Naveen Richard: ‘Content is Going to Become Raw Again’
The comedian on how social isolation is going to impact the arts and why he explored the idea of empathy in his latest stand-up special ‘Relatively Relatable’
When comedian Naveen Richard started writing his third Amazon stand-up special, Relatively Relatable, two years ago, the set was only a motley collection of random jokes — until he discovered a documentary on Netflix. Titled The Kindness Diaries (2017), the two-season docuseries hosted by U.K. global adventurer Leon Logothetis “is about this guy who travels across the world relying on the kindness of strangers to take care of himself,” says Richard, adding, “That really touched me and I realized, ‘Holy shit! This is what the world is lacking right now.’”
Going back to the drawing board after a meeting with Logothetis in Mumbai, Richard charted his experiences of kindness. It wasn’t too long before he began to play around with insect metaphors to outline a set that delved into empathy, relatability and political ideology, among other things. After all, what better way to understand folks than to put yourself into the shoes of creatures that incite instant apathy?
But when Richard tested out his set at open mics, he noticed that the audience wasn’t too inclined to agreeable laughter, not as much as they would indulge him in response to trite, gendered jokes and quips. “Generally, I felt like something’s terribly off and I was hoping that if everybody can laugh at the same thing, can’t they get along?” says Richard who, influenced by events at the time, wanted to do something about the division created by current politics. “If friends can split because of their differences in opinion, a whole country and strangers would never even attempt to get along,” he says.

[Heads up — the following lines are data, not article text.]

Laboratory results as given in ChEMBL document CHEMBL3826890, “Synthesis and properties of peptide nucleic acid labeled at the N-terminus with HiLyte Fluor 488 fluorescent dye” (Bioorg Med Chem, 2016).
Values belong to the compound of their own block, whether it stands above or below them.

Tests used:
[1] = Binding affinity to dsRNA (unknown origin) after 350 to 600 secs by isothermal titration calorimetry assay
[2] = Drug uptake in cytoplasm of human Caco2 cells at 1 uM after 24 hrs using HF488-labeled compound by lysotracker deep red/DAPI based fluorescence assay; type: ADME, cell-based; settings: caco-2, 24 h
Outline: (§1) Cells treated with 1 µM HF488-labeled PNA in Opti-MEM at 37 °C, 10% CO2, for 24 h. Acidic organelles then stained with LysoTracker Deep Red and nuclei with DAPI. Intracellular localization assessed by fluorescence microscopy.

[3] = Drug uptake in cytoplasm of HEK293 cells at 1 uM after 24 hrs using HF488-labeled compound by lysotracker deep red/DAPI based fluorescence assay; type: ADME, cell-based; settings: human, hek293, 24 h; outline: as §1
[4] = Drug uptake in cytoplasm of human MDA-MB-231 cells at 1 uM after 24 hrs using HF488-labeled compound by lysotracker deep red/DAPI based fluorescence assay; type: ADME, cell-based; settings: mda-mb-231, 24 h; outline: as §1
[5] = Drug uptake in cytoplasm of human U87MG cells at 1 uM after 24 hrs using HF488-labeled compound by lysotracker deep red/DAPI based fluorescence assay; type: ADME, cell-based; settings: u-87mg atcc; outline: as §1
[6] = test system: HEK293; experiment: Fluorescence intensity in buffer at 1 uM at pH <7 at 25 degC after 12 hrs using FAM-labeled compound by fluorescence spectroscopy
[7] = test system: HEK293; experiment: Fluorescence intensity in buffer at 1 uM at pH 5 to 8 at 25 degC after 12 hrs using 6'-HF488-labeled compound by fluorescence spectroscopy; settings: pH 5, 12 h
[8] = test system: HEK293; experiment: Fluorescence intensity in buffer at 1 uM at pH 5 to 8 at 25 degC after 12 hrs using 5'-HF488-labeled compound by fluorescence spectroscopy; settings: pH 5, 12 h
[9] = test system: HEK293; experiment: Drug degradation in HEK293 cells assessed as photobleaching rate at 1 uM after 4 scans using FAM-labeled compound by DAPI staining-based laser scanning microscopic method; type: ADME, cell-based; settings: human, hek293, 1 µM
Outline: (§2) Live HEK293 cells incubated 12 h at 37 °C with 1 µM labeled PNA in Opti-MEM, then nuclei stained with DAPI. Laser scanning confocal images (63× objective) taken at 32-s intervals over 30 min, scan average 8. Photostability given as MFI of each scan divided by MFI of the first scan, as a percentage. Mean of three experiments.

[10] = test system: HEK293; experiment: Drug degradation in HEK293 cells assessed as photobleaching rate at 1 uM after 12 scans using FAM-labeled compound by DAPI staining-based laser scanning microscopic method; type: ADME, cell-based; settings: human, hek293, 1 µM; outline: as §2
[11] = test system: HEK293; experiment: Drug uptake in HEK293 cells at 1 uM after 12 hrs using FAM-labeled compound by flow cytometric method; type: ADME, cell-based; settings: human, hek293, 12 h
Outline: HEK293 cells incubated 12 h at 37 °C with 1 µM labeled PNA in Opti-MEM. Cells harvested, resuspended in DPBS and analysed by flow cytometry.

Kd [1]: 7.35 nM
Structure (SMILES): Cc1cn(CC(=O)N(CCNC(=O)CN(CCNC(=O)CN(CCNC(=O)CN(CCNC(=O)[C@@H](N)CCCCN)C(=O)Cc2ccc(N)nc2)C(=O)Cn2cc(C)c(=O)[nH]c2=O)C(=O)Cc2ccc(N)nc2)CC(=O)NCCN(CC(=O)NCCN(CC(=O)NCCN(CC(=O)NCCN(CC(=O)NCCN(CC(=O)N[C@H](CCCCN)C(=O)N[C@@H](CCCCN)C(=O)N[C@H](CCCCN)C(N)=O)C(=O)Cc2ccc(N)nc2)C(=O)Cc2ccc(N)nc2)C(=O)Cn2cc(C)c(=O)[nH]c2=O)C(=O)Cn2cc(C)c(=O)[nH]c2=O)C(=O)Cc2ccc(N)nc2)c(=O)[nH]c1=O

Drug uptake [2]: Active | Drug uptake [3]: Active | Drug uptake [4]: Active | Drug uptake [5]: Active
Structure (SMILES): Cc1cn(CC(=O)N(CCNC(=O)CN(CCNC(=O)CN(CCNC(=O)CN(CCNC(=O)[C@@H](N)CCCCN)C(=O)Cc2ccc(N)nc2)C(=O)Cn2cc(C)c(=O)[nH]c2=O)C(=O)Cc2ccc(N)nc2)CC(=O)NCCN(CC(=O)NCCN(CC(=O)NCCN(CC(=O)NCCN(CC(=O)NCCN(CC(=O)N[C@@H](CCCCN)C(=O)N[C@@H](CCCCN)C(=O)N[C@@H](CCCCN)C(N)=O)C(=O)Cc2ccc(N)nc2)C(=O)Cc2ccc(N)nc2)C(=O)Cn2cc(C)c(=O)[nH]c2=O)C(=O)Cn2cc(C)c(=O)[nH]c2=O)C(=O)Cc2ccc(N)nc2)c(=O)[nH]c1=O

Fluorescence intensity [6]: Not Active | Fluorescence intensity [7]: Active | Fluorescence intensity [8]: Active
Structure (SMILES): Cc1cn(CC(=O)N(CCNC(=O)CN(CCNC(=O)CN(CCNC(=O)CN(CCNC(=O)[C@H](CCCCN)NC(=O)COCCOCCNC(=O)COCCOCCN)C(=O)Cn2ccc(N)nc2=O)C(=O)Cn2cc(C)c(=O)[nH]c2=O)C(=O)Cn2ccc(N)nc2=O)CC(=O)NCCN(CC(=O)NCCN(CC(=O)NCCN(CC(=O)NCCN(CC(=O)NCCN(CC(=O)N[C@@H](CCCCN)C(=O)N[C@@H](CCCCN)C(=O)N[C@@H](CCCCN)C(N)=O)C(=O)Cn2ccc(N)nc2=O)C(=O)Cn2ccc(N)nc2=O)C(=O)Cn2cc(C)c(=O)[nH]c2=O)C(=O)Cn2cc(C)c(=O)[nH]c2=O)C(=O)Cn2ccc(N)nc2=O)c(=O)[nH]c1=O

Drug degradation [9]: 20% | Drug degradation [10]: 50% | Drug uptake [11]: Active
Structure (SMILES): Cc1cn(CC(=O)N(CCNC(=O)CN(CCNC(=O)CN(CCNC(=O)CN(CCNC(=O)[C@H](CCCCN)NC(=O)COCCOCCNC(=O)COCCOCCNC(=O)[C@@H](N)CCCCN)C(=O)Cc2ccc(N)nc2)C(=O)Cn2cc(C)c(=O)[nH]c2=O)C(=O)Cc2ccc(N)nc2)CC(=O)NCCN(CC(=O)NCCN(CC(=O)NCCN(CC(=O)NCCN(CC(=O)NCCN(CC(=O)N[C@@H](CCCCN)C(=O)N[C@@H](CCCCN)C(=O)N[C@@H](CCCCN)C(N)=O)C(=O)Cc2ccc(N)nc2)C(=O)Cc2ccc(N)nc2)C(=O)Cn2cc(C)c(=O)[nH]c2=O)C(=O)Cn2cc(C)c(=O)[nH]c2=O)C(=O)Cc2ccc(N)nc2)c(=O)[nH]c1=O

No stranger to emotion and its manifestations, Richard has delivered barely muffled giggles and resounding guffaws through satire, sarcasm and sassy one-liners over his diverse creative oeuvre that spans housefull stand-up gigs, viral sketches and layered comedy-drama series. In the recently released Relatively Relatable, he touches upon the regions of India, the north, the south and so on, to explore the lands that people call home but also the ideas, biases and presumptions that make them find themselves either on the far left or far right. What could possibly unite them — what do they all hold in common? “Almost all of us have a fridge, right?” asks Richard who during his set, uses the most mundane of items — even a mango! — to make this point: even in the midst of differences, you can still empathize.
Although the comedian would’ve liked to dig deeper into the concept, he decided to keep things light, saving the graver stuff for a separate future segment. “When people were watching my special on tour, they seemed to be really enjoying themselves, forgetting about the negativity in the world. So, I didn’t want to make a heavy subject out of it,” he says, noting that while the word ‘empathy’ is used a bunch in Relatively Relatable, no one is going to walk away from the special and go hug their neighbor or anything like that. Richard also reveals that touring turned out to be the make or break factor while crafting this particular one-hour. “I found that I was only able to stitch the themes when I started trying out the material at open mics. You go on tour and everything starts making sense — the beginning, the middle and end. All your callbacks start getting stitched together then. Otherwise you’re only trying out chunks at a time,” he says.